5 Things You Need to Know About Dollhouse

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Five Things You Need To Know about Dollhouse 

 

1. It has a lot in common with Firefly

Stop me if you’re heard this one before.  Joss Whedon creates a television show with an excellent cast, a team of writers that includes Jane Espenson and Tim Minear, a major overarching storyline, memorable dialogue, and a fair dose of toying with viewers’ feelings.  FOX picks up the show, puts it in the Friday night death slot, fails to promote it well, and, eventually buries it.  The intended final episode of season one is not aired as planned.  The show’s cult following riots over the cancelation but is ultimately unable to save the series.  Alan Tudyk and Summer Glau make appearances; Glau’s character is a little bit mentally unhinged.  Worst case of television-induced deja vu ever.

2. We get a bit of a Buffy/Angel reunion in season 2. 

No, no.  Don’t get TOO excited.  I did not intend to mislead you with that statement:  Buffy and Angel themselves do not get a reunion here (sadface), but Alexis Denisof shows up for a recurring role in season 2, thus facilitating a Buffy/Angel cast reunion for himself and star Eliza Dushku.  If you didn’t know by now that Mr. Whedon likes to reuse actors that he knows he can trust, this is me pointing out the obvious.  Firefly’s Nathan Fillion shows up on season 7 of Buffy, and Gina Torres shows up on Angel.  As mentioned in item number one, their costars Summer Glau and Alan Tudyk show up on Dollhouse, along with Mr. Denisof.  Angel’s Amy Acker is in the entire series.  (Sadly enough, Denisof and Acker don’t do a whole lot of interacting on Dollhouse.)  Tons of Buffy stars wound up making appearances on Angel at one point or another.  Dollhouse cast member Enver Gjokaj shows up for a brief cameo in The Avengers…and did you SEE the cast list for Much Ado About Nothing?  Uh, yeah.  Point made, and those were just off the top of my head.

3. Joss created Dollhouse for and with Eliza Dushku. 

Deservedly so.  As active doll Echo, Dushku has to take on at least two roles per episode, none of which really repeats, and she does it with ease.  She’d better have done it with ease, seeing as how all of the craziness was at her request.  Says Dushku herself, “I love Joss:  with Dollhouse he gave me exactly what I asked for!  I told him I didn’t want to dress up in the same wardrobe every day and play the same character day-in and day-out.  He gave me my own personality playground, and said ‘Okay, you talked a big game, here you go.’”  (Credit:  SFX magazine’s special edition, “Worlds of Whedon,” Eliza Dushku feature page 22)  Well Eliza, be careful what you wish for…you’ll get it, but FOX will screw it up and take it away from you.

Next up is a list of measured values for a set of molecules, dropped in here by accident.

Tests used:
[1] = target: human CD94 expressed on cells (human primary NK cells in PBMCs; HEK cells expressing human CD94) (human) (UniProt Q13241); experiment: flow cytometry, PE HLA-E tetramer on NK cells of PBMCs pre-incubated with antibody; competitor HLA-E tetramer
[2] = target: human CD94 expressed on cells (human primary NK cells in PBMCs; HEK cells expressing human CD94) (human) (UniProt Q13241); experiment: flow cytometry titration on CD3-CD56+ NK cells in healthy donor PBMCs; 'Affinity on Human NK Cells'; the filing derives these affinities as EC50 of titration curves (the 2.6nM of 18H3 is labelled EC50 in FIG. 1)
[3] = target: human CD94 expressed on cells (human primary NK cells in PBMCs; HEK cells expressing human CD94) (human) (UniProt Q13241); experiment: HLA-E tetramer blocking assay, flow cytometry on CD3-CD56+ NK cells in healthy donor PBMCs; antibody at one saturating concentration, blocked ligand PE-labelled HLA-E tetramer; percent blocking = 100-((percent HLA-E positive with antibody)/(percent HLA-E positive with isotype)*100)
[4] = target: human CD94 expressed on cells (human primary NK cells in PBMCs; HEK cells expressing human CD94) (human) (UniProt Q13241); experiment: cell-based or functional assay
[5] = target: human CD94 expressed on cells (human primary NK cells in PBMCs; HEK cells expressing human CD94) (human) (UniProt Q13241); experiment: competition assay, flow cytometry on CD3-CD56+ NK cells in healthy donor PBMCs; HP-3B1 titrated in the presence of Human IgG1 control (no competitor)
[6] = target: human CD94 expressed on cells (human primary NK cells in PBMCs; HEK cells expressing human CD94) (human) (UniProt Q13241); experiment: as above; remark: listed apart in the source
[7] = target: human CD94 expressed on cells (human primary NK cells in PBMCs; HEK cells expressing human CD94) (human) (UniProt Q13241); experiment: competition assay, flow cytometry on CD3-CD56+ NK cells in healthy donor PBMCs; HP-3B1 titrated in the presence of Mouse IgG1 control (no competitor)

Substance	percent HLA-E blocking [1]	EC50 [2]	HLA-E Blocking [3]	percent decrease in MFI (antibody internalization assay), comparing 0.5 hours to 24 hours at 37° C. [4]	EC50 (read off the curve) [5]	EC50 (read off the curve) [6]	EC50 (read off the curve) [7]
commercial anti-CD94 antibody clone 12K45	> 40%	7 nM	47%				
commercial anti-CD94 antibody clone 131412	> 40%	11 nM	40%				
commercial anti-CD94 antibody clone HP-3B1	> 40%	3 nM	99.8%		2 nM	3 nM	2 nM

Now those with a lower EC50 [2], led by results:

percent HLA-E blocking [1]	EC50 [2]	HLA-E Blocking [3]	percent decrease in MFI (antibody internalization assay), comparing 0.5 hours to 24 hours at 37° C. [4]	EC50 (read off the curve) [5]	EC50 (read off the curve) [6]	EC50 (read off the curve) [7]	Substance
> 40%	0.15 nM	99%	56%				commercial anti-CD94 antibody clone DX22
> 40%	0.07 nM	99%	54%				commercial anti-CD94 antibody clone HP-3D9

4. The supporting cast is one of the best ensembles Whedon has ever put together, even though they’re not generally respected as such. 

Not only did we get the stars from Firefly and Angel mentioned above, who are uber talented in their own right, but we also get a ton of other great actors as well.  Enver Gjokaj and Dichen Lachman are cast as dolls, so like Dushku, they have to play different characters every week.  And nail them.  Like Dushku, they meet the challenge with ease.  We get to see Tahmoh Penikett of Battlestar: Galactica fame kick major booty as Agent Ballard, Fran Kranz (speaking of guys Whedon later reuses…) as morally questionable but brilliant Topher Brink, and Olivia Williams is a revelation as Adelle DeWitt.  That’s not to say anything of the complexities of Harry Lennix’s turn as Boyd Langton or the hard work that Reed Diamond did as Mr. Dominic…

5. Nothing, and I mean NOTHING, is as it seems.

I don’t want to say much about this because I don’t want to spoil anyone who might be a first-time viewer during our binge, but seriously, don’t think you know anything.  Whatever you think you know about the dollhouse?  Forget it.  On a show where some faces are MEANT to be playing multiple characters, don’t expect anybody to really be who they say they are.  Just because you don’t know someone works for the dollhouse doesn’t mean that they don’t, and just because someone appears to be working on one side of the moral compass, it doesn’t mean they are.  Everybody has a past.  Everybody has secrets.  Everybody has an agenda.  I hope I haven’t said too much.

You’ve been warned.

Now, let’s get Whedoned.
This is a sister post to our upcoming #Dollhousebinge on 8/25/13. Click here for details!

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